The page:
Something to Consider…

We recently asked church leaders about the following situation:

A church member, who you know to be politically active, approaches you with a voter guide and asks that it be handed out at your church prior to the November general election.

What’s your policy on voter guides?

Congress shall make no law respecting an establishment of religion, or prohibiting the free exercise thereof; or abridging the freedom of speech, or of the press; or the right of the people peaceably to assemble, and to petition the government for a redress of grievances.
First Amendment, United States Constitution

While the first amendment of the U.S. Constitution clearly allows the free exercise of religion and prohibits restrictions on speech and the press, it has become established in tax law that 501(c)(3) organizations such as churches cannot take sides in partisan politics, nor can they lend support to a candidate involved in an election. The law does allow churches to take positions on public policy issues. They can even comment on issues that divide candidates running for office, so long as issue advocacy does not become candidate advocacy.

Confused? Perhaps looking at some Q&A’s will help.

Question: Under what conditions can someone who is a candidate for public office, or is being courted to run for public office, speak at your church without the church being considered to have engaged in campaign intervention?


Question: Can your church contribute towards a candidate’s campaign?

Answer: No

Question: Can the church get in trouble with the IRS if someone shows up and puts flyers promoting or opposing a particular candidate on members’ cars in the parking lot or puts campaign flyers in the church’s lobby?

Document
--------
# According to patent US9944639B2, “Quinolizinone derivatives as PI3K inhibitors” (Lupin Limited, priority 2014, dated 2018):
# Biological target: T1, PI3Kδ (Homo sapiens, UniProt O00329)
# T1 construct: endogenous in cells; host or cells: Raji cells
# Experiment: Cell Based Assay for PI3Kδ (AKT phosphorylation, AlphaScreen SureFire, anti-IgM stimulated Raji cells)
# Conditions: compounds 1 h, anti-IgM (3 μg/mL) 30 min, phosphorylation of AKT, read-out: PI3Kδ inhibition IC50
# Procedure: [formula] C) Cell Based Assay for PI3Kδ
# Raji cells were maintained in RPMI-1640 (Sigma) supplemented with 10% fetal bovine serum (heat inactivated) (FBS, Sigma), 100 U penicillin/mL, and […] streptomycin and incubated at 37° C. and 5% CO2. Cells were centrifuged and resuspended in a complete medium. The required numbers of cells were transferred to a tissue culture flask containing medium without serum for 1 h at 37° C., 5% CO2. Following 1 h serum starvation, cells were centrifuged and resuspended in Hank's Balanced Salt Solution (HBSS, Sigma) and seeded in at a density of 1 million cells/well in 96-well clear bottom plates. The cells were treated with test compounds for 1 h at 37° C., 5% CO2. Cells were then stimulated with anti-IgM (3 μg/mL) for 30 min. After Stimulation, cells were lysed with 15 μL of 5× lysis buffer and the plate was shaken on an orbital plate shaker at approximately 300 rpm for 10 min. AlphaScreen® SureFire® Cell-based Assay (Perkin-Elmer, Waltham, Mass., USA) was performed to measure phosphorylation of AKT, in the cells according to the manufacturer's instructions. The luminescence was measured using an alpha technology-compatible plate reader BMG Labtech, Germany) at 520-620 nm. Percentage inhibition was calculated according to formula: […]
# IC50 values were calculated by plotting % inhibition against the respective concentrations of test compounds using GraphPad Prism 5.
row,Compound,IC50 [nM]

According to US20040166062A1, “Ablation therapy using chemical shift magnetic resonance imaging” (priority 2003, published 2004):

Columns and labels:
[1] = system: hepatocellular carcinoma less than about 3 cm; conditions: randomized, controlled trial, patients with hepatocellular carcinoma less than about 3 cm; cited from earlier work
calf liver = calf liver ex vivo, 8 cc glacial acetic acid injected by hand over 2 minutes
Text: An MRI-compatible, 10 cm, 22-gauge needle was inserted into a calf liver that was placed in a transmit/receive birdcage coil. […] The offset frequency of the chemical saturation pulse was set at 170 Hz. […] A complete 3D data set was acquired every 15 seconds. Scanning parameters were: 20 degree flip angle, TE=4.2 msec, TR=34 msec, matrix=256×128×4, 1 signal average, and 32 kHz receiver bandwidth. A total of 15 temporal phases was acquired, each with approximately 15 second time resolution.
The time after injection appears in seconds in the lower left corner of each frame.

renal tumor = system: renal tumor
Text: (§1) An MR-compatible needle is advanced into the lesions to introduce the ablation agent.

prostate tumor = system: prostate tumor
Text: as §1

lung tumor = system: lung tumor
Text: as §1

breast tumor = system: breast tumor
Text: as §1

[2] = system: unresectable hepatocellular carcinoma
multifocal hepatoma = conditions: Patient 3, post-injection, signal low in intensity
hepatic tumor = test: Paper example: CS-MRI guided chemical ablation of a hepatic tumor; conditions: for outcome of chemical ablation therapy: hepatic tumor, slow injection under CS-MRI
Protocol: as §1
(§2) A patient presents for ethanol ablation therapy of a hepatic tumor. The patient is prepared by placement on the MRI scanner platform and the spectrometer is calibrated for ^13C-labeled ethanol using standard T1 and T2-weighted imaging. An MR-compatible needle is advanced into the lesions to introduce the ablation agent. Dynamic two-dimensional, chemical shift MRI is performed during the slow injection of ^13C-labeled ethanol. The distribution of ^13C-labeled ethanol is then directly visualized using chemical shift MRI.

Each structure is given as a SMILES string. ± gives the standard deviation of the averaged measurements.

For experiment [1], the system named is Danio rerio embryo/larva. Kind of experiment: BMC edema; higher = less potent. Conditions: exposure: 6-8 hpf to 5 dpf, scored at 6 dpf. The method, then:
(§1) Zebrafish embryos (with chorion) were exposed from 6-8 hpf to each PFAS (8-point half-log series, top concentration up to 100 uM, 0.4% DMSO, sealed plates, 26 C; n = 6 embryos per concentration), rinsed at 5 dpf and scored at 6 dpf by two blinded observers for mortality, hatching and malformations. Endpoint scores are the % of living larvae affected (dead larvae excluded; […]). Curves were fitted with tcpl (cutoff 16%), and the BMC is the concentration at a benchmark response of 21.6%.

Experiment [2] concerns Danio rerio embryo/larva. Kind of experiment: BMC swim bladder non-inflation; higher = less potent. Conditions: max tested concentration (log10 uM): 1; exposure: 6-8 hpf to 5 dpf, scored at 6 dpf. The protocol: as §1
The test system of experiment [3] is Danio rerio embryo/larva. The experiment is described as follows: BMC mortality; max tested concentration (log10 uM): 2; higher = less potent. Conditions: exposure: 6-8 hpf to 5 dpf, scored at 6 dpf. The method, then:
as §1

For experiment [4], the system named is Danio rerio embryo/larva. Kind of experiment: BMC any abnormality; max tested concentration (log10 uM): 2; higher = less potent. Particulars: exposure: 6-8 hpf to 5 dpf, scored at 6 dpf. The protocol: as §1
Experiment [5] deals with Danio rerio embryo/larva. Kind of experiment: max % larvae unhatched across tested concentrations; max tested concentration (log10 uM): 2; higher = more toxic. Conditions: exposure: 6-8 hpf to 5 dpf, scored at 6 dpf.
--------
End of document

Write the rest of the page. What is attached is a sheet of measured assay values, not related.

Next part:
Answer: Yes

Question: Can the church conduct voter registration and get-out-the-vote drives?

Answer: Yes, with conditions:

The IRS has said, Preparation or distribution of voter guides, because of their nature, present a particular risk for non compliance.

Question: Can the church have a ministry that helps people get to the polls?

Answer: Yes, with conditions:

Question: If an elected official who is up for re-election attends a church meeting, can his presence be acknowledged by a church leader?

Answer: Yes, as long as he is introduced only by office and name. The fact that he is up for re-election, or that a position he has taken on an issue that the church agrees with or that the church either supports or opposes his re-election cannot be mentioned.

Question: On occasion the church rents space to outside groups to meet using the church’s facilities. Can the church rent space to a political candidate?

Answer: Yes, with conditions:

Question: Can the church rent its mailing list to a candidate?

Answer: Yes, with the same conditions as the previous answer.

Question: Can a church’s website include links to other websites that have candidate information on them?

Answer: No

Question: Can a church allow voter guides to be displayed or distributed on its property or on its website?

Answer: Yes, with conditions

The limits on churches and other 501(c)(3) organizations’ involvement in political campaigns that we’ve outlined can be especially hard for a church to strictly abide by if the candidate is a church member. It’s even more difficult for churches that have developed a close, one-big-family type of environment. But it’s important for church leaders to recognize what’s at stake. Whether the candidate a church supports is running for dog catcher or the president of the United States or anything in between, violating the prohibition on campaign intervention can result in the church being levied an excise tax or, in a worse case scenario, losing its tax exemption. Loss of tax exemption could harm a church far greater than a temporarily unhappy church member. We suggest that church leaders choose wisely.

Taking a Stand